This project, the first of its kind in Vietnam, donates cochlear implant systems and also provides comprehensive long-term follow-up care. “We have already been active in Vietnam for several years,” says Elena Torresani, Director of the Hear the World Initiative. “Since 2010, we have been cooperating successfully with our project partner, the Global Foundation For Children With Hearing Loss (GFCHL). In Vietnam, the GFCHL trains local professionals to be auditory-verbal therapists. These go on to assist the children learning to speak, as well as their families. Local expertise is essential, so that the children can develop their speech skills.”
After activation of the cochlear implant, Tung Lam can hear, but now a time of intensive training begins for his family. While children with normal hearing start babbling away quite naturally, Lam first has to learn to distinguish between sounds and must practice talking. He is being given one year of auditory-verbal therapy by Vietnamese professionals. Tung Lam should learn to speak well enough to be able to attend a regular school later and develop normally for his age. For successful learning, parents are also important. They are given training on how to handle the cochlear implant, plus tips about playful ways in which they can help their children.
Apryl Sweat, Director of Global Sales Development at Advanced Bionics and Foundation Board Member at Hear the World, became acquainted with Tung Lam and his parents in the context of the aid project in Vietnam: “I was impressed right away at Lam’s responsiveness to sounds as well as his parents’ knowledge with how best to interact with him. They jumped right in with play activities that reinforce listening and learning for Lam. This is the exact recipe for success.”
Audiologists from Sonova Vietnam provide the families with long-term audiological follow-up care, free of charge. This is a decisive factor and the most important element of this project, says Sunil Kapoor, Director Advanced Bionics Southeast Asia and Hear the World Volunteer. He has been at the company for 15 years, and has precise knowledge of Vietnam and the circumstances there. He coordinates the various individuals and offices involved in this aid project. Donation of a cochlear implant system is a very complex matter in terms of logistics, the operation and especially the follow-up care.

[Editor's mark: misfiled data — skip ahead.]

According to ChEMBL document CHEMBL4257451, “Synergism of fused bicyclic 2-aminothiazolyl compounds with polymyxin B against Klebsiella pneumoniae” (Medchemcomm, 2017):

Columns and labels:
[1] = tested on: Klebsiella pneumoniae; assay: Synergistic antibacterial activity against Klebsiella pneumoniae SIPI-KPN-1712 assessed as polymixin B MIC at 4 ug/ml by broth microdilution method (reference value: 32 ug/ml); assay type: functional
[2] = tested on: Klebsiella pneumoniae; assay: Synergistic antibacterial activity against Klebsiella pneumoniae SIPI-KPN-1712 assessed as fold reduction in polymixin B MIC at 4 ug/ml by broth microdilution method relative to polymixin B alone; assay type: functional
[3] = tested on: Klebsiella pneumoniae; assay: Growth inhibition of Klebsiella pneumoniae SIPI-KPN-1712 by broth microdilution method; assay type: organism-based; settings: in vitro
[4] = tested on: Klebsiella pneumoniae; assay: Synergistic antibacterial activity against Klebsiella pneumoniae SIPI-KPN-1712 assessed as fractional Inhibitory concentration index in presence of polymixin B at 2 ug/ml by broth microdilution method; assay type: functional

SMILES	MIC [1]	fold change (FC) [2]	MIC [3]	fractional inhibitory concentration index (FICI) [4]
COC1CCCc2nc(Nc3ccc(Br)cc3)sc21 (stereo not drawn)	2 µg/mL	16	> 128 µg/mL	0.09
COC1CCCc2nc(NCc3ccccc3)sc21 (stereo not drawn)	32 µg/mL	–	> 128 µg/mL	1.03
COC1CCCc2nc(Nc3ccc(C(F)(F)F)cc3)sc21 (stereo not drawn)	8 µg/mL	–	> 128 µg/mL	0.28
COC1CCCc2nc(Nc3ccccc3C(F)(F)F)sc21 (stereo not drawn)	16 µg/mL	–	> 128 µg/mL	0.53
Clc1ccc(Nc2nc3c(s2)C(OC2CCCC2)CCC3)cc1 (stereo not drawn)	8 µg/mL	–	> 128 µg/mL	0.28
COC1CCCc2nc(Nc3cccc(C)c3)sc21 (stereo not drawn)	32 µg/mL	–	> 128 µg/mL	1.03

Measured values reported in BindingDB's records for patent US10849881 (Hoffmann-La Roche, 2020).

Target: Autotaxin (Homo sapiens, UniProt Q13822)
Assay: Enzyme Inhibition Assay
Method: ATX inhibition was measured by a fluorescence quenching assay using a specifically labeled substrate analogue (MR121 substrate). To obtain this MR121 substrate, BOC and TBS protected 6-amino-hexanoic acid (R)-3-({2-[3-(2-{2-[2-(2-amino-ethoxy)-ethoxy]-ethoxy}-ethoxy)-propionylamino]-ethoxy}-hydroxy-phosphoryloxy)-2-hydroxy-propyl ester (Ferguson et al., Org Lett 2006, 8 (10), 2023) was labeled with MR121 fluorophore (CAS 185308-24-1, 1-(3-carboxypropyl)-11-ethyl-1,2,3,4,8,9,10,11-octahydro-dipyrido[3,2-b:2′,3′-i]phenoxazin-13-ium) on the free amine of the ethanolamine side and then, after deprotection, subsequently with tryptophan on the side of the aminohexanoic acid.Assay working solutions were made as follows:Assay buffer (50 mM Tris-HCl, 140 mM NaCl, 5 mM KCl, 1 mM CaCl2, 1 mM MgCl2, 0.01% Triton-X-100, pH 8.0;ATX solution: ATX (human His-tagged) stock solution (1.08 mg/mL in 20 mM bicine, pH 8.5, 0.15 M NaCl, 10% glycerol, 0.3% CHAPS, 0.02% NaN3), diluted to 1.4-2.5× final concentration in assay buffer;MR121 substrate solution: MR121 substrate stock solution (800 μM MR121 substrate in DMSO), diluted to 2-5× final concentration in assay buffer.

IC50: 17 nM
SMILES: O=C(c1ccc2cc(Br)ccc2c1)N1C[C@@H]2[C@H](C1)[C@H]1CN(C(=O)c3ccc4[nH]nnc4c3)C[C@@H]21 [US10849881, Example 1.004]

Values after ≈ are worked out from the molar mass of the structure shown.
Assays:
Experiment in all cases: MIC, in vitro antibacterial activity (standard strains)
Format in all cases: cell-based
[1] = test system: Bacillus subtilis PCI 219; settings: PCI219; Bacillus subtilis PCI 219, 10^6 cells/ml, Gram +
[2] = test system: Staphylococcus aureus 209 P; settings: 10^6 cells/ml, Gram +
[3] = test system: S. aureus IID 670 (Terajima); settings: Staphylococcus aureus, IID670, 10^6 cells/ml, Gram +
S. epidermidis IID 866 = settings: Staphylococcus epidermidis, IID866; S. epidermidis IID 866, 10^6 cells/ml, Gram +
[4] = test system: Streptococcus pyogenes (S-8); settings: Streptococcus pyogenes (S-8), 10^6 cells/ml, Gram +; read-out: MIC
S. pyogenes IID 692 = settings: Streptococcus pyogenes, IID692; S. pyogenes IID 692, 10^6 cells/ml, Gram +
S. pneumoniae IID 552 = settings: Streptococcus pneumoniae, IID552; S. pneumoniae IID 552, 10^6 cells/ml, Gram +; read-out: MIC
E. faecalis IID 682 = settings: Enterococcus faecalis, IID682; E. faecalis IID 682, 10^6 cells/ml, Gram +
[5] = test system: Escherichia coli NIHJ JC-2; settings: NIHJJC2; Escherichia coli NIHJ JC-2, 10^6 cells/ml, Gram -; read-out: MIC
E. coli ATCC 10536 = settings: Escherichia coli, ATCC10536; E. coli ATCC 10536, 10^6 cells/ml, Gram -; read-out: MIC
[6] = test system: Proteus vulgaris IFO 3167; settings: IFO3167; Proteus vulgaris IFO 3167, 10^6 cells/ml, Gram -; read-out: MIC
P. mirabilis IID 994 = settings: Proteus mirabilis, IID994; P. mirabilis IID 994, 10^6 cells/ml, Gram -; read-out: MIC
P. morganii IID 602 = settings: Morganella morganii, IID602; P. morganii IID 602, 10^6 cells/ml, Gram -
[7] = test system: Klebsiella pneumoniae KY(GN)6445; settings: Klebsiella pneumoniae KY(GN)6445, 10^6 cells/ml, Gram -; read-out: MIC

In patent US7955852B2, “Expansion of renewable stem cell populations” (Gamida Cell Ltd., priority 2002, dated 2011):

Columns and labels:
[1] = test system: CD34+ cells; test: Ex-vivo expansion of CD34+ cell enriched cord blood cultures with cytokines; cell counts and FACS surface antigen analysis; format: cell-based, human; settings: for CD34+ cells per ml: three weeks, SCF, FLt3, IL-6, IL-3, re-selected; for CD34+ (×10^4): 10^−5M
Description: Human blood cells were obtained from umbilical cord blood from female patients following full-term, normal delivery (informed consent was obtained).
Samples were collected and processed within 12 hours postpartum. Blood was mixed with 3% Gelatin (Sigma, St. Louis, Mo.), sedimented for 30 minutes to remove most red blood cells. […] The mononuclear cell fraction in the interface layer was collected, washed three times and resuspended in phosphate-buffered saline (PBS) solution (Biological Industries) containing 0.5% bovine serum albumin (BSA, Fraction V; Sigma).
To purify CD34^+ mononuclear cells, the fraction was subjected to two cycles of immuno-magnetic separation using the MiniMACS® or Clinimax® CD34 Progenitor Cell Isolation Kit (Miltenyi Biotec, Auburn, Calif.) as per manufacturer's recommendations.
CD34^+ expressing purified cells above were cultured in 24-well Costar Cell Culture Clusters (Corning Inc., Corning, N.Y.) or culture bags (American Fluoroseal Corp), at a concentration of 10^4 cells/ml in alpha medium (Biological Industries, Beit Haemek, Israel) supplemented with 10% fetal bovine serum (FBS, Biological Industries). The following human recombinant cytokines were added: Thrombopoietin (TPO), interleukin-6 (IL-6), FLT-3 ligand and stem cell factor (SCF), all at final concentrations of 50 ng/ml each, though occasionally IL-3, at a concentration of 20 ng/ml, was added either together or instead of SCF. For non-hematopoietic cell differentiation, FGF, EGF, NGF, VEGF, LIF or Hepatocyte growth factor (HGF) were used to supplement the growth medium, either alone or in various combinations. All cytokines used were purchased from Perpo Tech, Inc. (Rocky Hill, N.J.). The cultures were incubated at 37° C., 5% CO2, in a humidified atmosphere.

“After activation, you have to ensure that the whole family can cope with the challenges that the cochlear implant entails,” explains Sunil Kapoor. “Replacing a single cable costs around 100 US dollars, for example. If the parents earn about 300 US dollars a month, that’s an enormous sum. A child shouldn’t be left unable to use their implant after a few years, just because something breaks and the family can’t afford to get it repaired.” That is why the organizations involved in this project make sure that the children receive care until adulthood. During that time, the families are given everything that is necessary for their children to be able to hear with the cochlear implant and to learn to talk. After those 15 years or so, they should also be able to use and maintain their cochlear implant independently. All these efforts pursue one common goal: to enable the children to live a life without limitations.